LONDON (Reuters) - Britain and Germany called on Monday for the release of Chinese artist Ai Weiwei, a prominent critic of the ruling Communist Party who was detained by police as he was about to board a plane to Hong Kong.
“I call on the Chinese government to urgently clarify Ai’s situation and wellbeing, and hope he will be released immediately,” British Foreign Secretary William Hague said in a statement.
Hague added that human rights applied under the rule of law were “essential prerequisites” to China’s long-term prosperity and stability.
German Foreign Minister Guido Westerwelle said he had learned of Ai’s detention “with great concern” and urged China to free him at once and provide an explanation of the incident.
The Tate Modern gallery in London, where Ai’s huge installation “Sunflower Seeds” made up of 100 million replica porcelain seeds is on display in the cavernous Turbine Hall, also said it was concerned about his disappearance.
“We are dismayed by developments that again threaten Weiwei’s right to speak freely as an artist and hope that he will be released immediately,” a spokesman said.
The 53-year-old artist’s detention adds to a lengthening list of dissidents held in a security crackdown by a government determined to snuff out any hint of challenges to its power as it approaches a leadership transition in late 2012.
Ai, a favorite among art collectors who often pay sizeable sums for his works at auction, has the highest international profile of scores of critics detained in the past two months.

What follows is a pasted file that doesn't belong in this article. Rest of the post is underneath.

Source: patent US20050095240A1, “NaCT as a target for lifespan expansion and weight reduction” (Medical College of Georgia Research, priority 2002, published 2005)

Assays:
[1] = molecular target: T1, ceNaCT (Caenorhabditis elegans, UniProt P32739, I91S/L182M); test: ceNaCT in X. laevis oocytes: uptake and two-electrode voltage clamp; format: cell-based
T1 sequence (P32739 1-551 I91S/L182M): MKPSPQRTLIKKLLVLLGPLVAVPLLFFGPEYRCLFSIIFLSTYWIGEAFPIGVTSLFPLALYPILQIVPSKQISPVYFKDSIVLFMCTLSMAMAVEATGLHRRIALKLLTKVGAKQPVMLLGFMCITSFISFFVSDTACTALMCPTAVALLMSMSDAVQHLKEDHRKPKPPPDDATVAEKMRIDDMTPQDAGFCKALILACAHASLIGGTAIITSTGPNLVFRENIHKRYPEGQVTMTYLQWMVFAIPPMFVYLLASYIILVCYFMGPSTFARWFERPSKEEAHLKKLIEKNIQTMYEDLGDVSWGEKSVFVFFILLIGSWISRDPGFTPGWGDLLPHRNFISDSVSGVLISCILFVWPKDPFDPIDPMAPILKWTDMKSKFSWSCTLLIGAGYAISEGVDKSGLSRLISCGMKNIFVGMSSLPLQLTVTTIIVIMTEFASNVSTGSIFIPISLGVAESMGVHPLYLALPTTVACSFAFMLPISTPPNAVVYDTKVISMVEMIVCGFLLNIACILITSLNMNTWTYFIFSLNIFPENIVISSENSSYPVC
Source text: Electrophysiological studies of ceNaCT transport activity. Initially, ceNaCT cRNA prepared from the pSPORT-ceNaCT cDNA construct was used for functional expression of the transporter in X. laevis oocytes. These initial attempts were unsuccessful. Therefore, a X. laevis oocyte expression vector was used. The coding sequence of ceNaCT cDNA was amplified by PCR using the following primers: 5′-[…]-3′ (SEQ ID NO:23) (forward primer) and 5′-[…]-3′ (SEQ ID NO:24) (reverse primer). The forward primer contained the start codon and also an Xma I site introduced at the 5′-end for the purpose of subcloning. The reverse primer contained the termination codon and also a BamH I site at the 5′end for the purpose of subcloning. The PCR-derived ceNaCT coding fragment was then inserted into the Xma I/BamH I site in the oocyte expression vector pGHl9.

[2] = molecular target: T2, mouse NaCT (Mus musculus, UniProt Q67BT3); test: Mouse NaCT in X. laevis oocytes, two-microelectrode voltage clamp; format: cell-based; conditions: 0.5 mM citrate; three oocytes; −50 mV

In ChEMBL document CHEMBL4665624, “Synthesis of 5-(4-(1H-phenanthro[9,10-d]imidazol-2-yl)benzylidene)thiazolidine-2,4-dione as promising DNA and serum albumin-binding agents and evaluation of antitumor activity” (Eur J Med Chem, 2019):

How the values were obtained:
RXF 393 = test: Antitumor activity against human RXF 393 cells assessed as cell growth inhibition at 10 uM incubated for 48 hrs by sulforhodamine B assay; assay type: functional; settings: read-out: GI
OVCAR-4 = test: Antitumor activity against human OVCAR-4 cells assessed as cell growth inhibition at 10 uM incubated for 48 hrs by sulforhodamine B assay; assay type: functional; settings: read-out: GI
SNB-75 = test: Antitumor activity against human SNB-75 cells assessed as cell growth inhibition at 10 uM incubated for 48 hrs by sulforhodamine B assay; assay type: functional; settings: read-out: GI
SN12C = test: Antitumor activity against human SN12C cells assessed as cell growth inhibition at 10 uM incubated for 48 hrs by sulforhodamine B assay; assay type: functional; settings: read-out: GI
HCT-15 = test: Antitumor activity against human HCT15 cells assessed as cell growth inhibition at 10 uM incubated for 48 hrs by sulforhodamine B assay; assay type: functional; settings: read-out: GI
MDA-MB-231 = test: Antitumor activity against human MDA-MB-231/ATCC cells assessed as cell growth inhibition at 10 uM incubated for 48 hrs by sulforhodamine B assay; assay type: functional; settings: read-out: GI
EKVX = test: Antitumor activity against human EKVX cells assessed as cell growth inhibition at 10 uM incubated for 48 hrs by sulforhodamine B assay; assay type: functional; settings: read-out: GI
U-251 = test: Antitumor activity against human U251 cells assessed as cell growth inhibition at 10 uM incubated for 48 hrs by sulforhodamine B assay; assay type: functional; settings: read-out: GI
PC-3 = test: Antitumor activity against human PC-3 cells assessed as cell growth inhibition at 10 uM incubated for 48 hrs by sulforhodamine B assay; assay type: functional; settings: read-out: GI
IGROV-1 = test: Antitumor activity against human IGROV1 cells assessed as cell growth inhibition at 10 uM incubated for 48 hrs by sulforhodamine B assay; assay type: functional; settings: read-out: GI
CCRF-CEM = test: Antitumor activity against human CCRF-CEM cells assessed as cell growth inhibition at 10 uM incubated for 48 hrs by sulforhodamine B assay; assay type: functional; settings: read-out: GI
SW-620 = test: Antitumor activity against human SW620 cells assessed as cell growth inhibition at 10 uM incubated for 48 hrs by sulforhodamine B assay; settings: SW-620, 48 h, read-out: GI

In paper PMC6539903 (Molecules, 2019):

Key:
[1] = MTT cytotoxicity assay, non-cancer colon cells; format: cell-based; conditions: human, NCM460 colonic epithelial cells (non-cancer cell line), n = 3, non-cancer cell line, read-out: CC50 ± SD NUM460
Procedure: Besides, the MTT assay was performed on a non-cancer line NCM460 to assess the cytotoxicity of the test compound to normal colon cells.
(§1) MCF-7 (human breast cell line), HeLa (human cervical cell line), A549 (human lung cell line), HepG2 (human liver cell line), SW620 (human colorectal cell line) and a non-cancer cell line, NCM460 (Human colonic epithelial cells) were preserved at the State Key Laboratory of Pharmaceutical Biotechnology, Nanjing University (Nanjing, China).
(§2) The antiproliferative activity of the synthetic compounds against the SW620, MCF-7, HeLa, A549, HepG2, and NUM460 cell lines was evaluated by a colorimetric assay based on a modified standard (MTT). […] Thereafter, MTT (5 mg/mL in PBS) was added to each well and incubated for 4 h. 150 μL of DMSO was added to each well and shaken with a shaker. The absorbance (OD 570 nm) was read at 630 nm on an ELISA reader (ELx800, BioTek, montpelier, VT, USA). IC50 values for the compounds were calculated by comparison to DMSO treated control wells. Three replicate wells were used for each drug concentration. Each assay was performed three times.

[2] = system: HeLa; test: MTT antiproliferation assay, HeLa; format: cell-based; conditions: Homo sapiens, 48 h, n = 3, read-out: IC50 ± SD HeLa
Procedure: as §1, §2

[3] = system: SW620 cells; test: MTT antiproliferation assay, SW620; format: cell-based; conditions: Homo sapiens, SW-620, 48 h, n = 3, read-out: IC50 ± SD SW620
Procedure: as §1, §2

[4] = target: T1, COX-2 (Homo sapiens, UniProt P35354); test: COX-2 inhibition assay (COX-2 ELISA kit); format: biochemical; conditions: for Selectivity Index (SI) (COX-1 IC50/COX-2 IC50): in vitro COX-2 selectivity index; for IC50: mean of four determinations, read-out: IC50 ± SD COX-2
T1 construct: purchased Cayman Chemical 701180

Police searched his studio on the northern outskirts of Beijing, seizing computers, his Beijing lawyer Pu Zhiqiang said.
“They had a search order, but they didn’t say what crime he had been accused of,” he said.
The artist could not be contacted Monday, more than 24 hours after officials stopped him from boarding a plane to Hong Kong.
An assistant at his studio, who asked not to be named, said she was one of eight people questioned by police Sunday, with the artist’s wife and driver later also detained.
Everyone apart from Ai was subsequently released, and his studio was open again.
Ai’s career spans protests for artistic freedom in 1979, provocative works in the 1990s, and a hand in designing the Bird’s Nest stadium for the 2008 Beijing Olympics.
His public comments, activities and art are some of the loudest and most flagrantly defiant forms of speech in China, where government controls on the Internet and traditional media constrain civil society.
Ai has never been formally arrested, despite his many brushes with the law.
Reporting by Mike Collett-White; editing by Andrew Dobbie and Kevin Liffey